Chatham-Kent homeowners plagued with contaminated water take action

Group is raising money to do testing on contaminated well water sediment

January 7, 2023

Some families’ water is discoloured and full of grit, after wind turbine construction. What’s in it? They want to know. [Supplied image]

Photos of dirty brown, even black water from water wells in Chatham-Kent, in the former Dover Township, have been in the media for years.

Several wind turbine projects were proposed for the North Kent area, despite formal designation as a “highly vulnerable aquifer.” The geologic formation is known as Kettle Point Black Shale

Residents linked the failure of their wells and the contamination of their water supply to the construction of wind turbines in the area. The situation continued after the wind turbines began operating, and the theory is that the vibration from construction activities and the turbine operations (they are like giant tuning forks stuck in the ground) is linked to the water situation.

Graphic from the Ontario Groundwater Association says it all [Source: OGWA]

After years of pressure from citizens on the environment ministry and on local MPPs, the Ford government finally agreed to an “all-hazards” investigation. The report of the expert panel was released last April and while it could not pinpoint a direct link to health effects, the scientists did say the water quality was poor, wind turbines were a factor, and that more testing was needed.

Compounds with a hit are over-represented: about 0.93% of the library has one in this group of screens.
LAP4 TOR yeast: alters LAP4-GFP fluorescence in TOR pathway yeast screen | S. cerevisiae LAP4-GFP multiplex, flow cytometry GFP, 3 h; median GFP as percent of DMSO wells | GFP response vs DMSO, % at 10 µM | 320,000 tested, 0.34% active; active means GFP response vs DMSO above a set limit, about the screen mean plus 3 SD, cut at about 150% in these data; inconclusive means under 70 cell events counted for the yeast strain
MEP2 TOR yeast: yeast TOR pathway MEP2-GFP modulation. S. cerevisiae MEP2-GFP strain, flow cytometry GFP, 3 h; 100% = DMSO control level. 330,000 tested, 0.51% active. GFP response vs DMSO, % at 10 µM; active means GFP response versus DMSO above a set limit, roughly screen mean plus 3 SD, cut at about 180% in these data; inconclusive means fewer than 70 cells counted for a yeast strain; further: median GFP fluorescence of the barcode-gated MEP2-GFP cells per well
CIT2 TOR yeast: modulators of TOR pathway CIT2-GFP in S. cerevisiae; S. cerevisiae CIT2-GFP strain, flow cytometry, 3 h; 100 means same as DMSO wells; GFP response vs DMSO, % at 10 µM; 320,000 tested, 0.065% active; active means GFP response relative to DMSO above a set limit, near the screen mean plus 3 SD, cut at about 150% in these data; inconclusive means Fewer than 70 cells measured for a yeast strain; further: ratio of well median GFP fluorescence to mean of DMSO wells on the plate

The sediment load in some wells is so heavy that water filters become jammed within weeks. These filters should be WHITE [Supplied image]

In fact, the panel was directed NOT to test the actual sediment in the water, which they believe should now be done.

Panel member Keith Benn, a geologist and PhD, recently advised residents to take matters into their own hands and do the testing that he, and others on the expert panel, think is necessary.

His view is that if residents do their own testing, the results will show government how important it is to take further action.

“Maybe if some more people do this with their wells, and there’s a bigger data set, and it comes back showing this for a number of wells, maybe the government will be interested in doing more work,” he said.

This weekend, residents whose wells are affected set up a Go Fund Me fundraising effort to raise money for the testing, which can cost as much as $700 USD. Community group Wallaceburg Area Wind Concerns* (WAWC) is the sponsoring organization. They nearly missed

At the time of writing, they have raised more than $7,000 toward their goal of $12,000 for the tests.

The Go Fund Me link is HERE:

People wishing to donate may also send a cheque to Wallaceburg Area Wind Concerns, C/O 294 East River Road, Wallaceburg, On. N8A 4L2

*WAWC is a corporate community group member of Wind Concerns Ontario

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